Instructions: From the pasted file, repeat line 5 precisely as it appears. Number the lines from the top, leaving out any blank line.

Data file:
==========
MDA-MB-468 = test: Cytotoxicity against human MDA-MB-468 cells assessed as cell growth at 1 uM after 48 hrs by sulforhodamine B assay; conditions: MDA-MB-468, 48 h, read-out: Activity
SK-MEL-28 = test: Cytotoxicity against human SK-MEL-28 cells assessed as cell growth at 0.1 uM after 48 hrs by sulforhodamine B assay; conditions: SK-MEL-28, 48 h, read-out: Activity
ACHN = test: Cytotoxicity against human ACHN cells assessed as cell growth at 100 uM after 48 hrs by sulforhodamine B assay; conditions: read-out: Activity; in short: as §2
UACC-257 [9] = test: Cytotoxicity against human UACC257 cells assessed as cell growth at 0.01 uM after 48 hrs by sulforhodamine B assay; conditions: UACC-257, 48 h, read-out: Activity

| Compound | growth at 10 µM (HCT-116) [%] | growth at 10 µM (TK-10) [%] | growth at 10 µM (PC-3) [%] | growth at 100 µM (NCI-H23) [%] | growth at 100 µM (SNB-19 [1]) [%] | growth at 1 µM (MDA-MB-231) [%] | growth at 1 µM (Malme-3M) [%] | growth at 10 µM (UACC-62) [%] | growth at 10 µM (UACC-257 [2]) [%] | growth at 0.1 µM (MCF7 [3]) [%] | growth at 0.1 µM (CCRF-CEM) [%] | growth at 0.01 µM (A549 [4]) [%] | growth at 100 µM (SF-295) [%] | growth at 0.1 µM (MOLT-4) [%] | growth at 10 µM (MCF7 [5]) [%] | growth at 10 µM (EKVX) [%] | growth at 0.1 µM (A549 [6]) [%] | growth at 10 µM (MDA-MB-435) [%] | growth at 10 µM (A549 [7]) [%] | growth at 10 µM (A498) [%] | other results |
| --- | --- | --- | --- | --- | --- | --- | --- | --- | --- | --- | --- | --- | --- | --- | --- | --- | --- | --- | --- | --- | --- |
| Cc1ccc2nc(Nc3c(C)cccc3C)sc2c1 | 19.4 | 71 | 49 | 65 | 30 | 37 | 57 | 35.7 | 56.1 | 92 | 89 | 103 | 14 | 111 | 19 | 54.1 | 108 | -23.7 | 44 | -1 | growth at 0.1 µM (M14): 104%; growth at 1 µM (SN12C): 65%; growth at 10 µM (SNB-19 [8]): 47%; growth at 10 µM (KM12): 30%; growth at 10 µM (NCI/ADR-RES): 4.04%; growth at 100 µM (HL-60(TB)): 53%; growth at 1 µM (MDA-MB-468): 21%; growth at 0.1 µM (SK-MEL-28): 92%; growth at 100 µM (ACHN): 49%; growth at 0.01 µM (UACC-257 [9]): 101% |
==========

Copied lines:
| Compound | growth at 10 µM (HCT-116) [%] | growth at 10 µM (TK-10) [%] | growth at 10 µM (PC-3) [%] | growth at 100 µM (NCI-H23) [%] | growth at 100 µM (SNB-19 [1]) [%] | growth at 1 µM (MDA-MB-231) [%] | growth at 1 µM (Malme-3M) [%] | growth at 10 µM (UACC-62) [%] | growth at 10 µM (UACC-257 [2]) [%] | growth at 0.1 µM (MCF7 [3]) [%] | growth at 0.1 µM (CCRF-CEM) [%] | growth at 0.01 µM (A549 [4]) [%] | growth at 100 µM (SF-295) [%] | growth at 0.1 µM (MOLT-4) [%] | growth at 10 µM (MCF7 [5]) [%] | growth at 10 µM (EKVX) [%] | growth at 0.1 µM (A549 [6]) [%] | growth at 10 µM (MDA-MB-435) [%] | growth at 10 µM (A549 [7]) [%] | growth at 10 µM (A498) [%] | other results |